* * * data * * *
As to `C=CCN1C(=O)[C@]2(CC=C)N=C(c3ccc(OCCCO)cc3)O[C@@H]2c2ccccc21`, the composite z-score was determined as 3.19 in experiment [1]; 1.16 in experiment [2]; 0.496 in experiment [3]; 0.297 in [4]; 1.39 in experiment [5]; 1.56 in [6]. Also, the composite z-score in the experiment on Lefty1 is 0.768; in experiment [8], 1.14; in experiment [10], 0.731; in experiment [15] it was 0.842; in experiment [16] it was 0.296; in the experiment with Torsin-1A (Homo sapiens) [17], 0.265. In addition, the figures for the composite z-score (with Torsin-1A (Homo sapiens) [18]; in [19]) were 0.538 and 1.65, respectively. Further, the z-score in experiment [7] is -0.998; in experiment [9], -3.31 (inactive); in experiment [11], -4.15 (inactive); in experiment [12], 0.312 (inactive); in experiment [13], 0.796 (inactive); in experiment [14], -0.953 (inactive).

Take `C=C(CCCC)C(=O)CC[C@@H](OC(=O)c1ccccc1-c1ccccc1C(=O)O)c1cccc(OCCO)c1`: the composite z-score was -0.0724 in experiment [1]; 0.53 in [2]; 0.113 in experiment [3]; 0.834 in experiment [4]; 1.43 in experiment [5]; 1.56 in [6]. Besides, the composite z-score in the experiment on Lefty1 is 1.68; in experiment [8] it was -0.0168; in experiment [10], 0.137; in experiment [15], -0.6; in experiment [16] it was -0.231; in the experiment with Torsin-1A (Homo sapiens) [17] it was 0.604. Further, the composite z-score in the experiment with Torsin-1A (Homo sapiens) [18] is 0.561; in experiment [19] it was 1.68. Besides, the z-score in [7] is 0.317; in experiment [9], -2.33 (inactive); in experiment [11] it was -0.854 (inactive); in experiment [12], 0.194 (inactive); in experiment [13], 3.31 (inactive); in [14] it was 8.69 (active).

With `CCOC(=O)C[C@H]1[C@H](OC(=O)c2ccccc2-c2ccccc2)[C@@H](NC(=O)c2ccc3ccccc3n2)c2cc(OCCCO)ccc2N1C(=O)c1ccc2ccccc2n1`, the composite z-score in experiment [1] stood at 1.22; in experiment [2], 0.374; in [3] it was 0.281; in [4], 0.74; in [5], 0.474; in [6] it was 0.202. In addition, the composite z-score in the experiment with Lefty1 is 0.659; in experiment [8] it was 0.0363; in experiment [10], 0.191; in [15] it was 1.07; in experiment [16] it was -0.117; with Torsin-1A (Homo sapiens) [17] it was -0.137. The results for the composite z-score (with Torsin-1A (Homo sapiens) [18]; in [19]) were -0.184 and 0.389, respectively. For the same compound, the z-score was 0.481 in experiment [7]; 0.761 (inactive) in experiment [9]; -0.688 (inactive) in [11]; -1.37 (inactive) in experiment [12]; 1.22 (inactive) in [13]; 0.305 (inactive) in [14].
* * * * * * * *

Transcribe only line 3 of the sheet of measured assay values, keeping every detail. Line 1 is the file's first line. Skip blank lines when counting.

With `CCOC(=O)C[C@H]1[C@H](OC(=O)c2ccccc2-c2ccccc2)[C@@H](NC(=O)c2ccc3ccccc3n2)c2cc(OCCCO)ccc2N1C(=O)c1ccc2ccccc2n1`, the composite z-score in experiment [1] stood at 1.22; in experiment [2], 0.374; in [3] it was 0.281; in [4], 0.74; in [5], 0.474; in [6] it was 0.202. In addition, the composite z-score in the experiment with Lefty1 is 0.659; in experiment [8] it was 0.0363; in experiment [10], 0.191; in [15] it was 1.07; in experiment [16] it was -0.117; with Torsin-1A (Homo sapiens) [17] it was -0.137. The results for the composite z-score (with Torsin-1A (Homo sapiens) [18]; in [19]) were -0.184 and 0.389, respectively. For the same compound, the z-score was 0.481 in experiment [7]; 0.761 (inactive) in experiment [9]; -0.688 (inactive) in [11]; -1.37 (inactive) in experiment [12]; 1.22 (inactive) in [13]; 0.305 (inactive) in [14].